Tanisha Jenkins, of Clinton, didn’t realize she would be introduced to her life’s work when she was a Presbyterian College student. Jenkins served as a student assistant in the Office of Multicultural Student Affairs during her freshman and sophomore years at PC in 1998 and 1999.
Her work then foreshadowed the work she does now as the director of Multicultural Student Life at the University of Tennessee. Jenkins has served as the director since 2012.
Jenkins has been named a 2019 Outstanding Young Alumna for her work. The honor is presented to an alumna under 40 years of age, as the award year begins, for early competence within the chosen field of endeavor and exceptional promise of future achievement.
“I never look to receive awards for the work that I do,” Jenkins said. “I simply try to be the best person I can be and help others be their best selves, as well.
“It is very humbling to be recognized by my undergraduate institution that instilled so much in me and means so much to me.”
The Outstanding Young Alumna Award follows two other honors that Jenkins has received for her exceptional work.
Earlier this year, the Knoxville News Sentinel named Jenkins to its 40 Under 40 list. According to the newspaper’s website, the list “recognizes leaders with a passion for making Knoxville and its surrounding areas better communities through professional and philanthropic efforts.”
And, four years ago, students at the University of Tennessee honored Jenkins by creating an award in her name, the Tanisha L. Jenkins Beacon of Light Award. Jenkins was the first recipient of the award, which recognizes outstanding contributions to diversity and multiculturalism at the university.
“My ultimate goal is to leave a lasting legacy, where I have positively impacted the lives of others and helped them reach their full potential,” Jenkins said. “Having the students surprise me with this honor reminded me that the work that I do is important and that I'm on the right track to leaving that legacy.”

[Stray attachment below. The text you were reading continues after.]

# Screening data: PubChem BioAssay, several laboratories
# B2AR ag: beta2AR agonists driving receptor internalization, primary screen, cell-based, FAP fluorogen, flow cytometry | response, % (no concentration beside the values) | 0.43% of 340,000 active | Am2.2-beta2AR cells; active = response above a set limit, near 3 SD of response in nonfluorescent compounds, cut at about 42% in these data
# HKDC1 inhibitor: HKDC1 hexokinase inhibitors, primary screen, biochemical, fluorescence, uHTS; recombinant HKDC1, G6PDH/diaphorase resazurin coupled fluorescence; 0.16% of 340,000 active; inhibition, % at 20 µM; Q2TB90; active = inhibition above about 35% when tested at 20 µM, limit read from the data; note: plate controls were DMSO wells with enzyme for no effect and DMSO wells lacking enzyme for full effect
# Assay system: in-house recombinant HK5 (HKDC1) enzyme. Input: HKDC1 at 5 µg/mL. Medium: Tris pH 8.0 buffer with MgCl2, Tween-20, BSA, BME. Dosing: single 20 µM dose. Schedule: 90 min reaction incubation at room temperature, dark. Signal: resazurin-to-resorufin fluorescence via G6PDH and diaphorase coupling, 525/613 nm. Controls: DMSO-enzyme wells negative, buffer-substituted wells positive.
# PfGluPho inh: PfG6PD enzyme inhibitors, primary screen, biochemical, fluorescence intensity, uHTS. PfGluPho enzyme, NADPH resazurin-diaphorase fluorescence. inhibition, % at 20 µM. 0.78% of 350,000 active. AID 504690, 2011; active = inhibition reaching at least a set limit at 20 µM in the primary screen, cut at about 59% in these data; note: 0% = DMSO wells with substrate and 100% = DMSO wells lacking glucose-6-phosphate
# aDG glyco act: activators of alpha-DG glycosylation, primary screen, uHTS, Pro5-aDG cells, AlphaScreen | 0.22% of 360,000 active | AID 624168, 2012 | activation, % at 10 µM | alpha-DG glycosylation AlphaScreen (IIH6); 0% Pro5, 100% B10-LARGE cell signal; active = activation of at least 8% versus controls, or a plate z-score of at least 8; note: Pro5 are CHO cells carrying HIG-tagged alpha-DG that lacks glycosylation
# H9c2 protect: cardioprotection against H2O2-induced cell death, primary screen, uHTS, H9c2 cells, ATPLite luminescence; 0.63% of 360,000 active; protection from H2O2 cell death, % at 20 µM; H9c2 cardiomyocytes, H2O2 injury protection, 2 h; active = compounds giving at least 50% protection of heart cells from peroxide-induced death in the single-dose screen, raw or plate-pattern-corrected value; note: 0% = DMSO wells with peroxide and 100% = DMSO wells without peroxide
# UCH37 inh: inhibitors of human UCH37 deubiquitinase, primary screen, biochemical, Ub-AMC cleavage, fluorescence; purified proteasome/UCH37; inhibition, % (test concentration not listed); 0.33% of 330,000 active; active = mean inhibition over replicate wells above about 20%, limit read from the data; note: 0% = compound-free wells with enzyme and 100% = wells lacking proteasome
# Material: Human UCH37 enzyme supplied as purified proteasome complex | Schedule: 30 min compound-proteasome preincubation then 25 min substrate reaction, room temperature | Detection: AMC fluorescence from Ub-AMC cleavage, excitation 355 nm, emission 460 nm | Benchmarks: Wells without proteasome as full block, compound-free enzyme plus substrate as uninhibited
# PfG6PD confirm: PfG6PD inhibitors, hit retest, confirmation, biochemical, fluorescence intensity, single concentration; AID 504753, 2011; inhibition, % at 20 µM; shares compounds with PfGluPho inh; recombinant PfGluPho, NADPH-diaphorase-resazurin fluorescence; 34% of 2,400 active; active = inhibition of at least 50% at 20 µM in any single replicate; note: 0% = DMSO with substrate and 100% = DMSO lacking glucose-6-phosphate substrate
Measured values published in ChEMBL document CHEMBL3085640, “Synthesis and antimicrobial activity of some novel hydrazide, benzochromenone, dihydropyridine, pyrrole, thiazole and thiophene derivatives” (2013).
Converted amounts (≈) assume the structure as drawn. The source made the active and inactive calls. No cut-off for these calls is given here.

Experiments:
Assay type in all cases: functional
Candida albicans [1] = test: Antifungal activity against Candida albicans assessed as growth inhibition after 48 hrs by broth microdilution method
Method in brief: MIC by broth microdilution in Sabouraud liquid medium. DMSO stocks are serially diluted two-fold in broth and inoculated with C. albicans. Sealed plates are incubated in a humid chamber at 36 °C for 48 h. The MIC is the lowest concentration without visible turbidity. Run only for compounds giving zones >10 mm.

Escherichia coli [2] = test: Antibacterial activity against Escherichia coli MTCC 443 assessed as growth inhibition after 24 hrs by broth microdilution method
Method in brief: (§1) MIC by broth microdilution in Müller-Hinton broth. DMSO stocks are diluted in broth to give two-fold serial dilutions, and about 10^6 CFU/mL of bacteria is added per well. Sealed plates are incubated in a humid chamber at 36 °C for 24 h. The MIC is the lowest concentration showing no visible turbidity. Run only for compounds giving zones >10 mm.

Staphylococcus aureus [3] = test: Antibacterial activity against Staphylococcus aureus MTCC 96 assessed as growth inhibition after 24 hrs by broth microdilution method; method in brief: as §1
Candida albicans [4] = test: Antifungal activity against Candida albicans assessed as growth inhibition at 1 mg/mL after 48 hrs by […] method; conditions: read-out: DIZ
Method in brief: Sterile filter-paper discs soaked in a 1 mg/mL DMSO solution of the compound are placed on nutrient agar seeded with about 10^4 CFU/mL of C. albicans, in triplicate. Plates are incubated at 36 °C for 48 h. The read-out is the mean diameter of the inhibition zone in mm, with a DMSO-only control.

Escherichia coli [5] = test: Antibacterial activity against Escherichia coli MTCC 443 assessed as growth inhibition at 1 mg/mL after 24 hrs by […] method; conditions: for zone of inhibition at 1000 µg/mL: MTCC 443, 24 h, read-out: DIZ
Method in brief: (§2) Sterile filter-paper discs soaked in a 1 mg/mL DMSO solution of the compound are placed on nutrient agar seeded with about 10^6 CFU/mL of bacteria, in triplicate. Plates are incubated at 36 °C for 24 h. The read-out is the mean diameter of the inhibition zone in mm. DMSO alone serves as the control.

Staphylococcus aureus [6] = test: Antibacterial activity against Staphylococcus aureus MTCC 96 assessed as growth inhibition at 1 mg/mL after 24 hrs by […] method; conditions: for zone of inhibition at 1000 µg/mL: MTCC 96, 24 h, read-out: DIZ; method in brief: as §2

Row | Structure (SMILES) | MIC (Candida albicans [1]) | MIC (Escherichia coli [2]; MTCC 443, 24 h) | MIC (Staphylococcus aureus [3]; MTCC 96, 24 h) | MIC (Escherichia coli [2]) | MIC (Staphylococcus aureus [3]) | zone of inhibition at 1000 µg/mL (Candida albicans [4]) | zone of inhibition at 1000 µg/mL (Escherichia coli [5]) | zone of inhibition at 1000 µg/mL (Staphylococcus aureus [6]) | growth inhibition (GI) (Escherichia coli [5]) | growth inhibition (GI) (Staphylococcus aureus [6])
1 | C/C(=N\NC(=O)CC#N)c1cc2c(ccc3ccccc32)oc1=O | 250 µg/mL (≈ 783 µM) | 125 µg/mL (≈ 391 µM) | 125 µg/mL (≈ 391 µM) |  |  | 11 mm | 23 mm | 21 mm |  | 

While at PC, Jenkins was heavily involved on campus and was a member of many organizations, while also working in the Office of Student Life. Still, the idea of making it a career never dawned on her back then.
“We kind of joke about it in the world of student affairs and student life,” she said. “You’re so involved as an undergraduate student that you don’t realize that it could be a career, that you could actually go on and do this great work as a professional.
“Even though we have these great student life professionals employed on our campuses doing impactful work, it never occurs to you that you can do this too.”
The great people Jenkins worked with at PC included Sheila Hill, who served as the director of Multicultural Student Life, and Joe Nixon ’62, who was the dean of students and vice president for student affairs.
Jenkins earned a degree in business administration and then went in human resources when she graduated.
“My goal was to go work for a Fortune 500 company where I would do corporate recruiting,” she said.
She worked in human resources for six months before landing a position in student affairs in higher education.
She went on to earn a master’s degree in counseling from Clemson University and is completing a doctorate of philosophy in educational leadership and policy studies from the University of Tennessee.
In a way, her work began on the second floor of Douglas House, during a time and place she least expected.
“I definitely appreciate my experiences at PC that have now turned into a lifelong passion in my professional life,” Jenkins said.